Although prescribed calories can reliably be delivered using the intravenous route, the enteral route is preferred for a number of reasons and is recommended by all nutrition guidelines as first-line therapy. In particular, enteral nutrition is more physiological, less costly and associated with fewer infective complications. Delivery of nutrient into the gut also has beneficial effects on subsequent gut function and may reduce ongoing sepsis which can be fuelled by the movement of gut flora through a permeable mucosa that has not been exposed to nutrient. Intravenous nutrition is accordingly, generally used only when enteral feeding is impossible, or persistently limited. Although supplementing enteral with intravenous nutrition can increase calorie delivery, this has not been shown to have a therapeutic benefit and may worsen important clinical outcomes. This may be because adverse effects associated with intravenous nutrition counteract the benefits of increased calorie delivery.

Previous trials support the concept that optimising nutrition in the critically ill will improve outcome, however, the evidence is limited, inclusive and generally of low quality. It is extraordinary that there is not better (Level I) evidence to inform nutrition management in critically ill patients given the frequency of the intervention, the biologic rationale, the high mortality following ICU admission, the frequency of muscle wasting and the poor functional outcomes in survivors. This is especially true given the low cost of enteral nutrition (~$23/day).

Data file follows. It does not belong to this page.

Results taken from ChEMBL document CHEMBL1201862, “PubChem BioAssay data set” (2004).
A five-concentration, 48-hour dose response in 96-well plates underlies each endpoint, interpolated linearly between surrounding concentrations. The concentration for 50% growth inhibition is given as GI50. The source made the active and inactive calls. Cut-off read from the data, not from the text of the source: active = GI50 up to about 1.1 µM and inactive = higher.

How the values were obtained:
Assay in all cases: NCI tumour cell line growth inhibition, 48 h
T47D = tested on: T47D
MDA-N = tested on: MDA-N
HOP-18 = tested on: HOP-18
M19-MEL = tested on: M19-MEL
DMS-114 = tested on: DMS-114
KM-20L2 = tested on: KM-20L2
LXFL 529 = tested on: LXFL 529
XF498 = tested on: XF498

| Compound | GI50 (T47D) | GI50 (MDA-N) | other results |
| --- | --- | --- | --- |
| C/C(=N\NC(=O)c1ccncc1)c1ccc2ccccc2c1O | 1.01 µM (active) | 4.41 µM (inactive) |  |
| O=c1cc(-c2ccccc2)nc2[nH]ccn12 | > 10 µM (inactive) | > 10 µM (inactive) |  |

The investigators recently completed pilot study clearly achieved all the key criteria which, for a pharmaceutical product, would lead to a phase III trial, namely: 1. feasibility; 2. safety; 3. separation; 4. excellent recruitment rate; 5. successful blinding; 6. a signal for benefit.

A definitive study must now be done to establish whether 90-day survival and functional outcomes following critical illness may be improved by increased calorie delivery.


Study Type : Interventional  (Clinical Trial)
Actual Enrollment : 4000 participants
Allocation: Randomized
Intervention Model: Parallel Assignment
Masking: Quadruple (Participant, Care Provider, Investigator, Outcomes Assessor)
Primary Purpose: Treatment
Official Title: The Augmented Versus Routine Approach to Giving Energy Trial: A Randomised Controlled Trial
Actual Study Start Date : June 16, 2016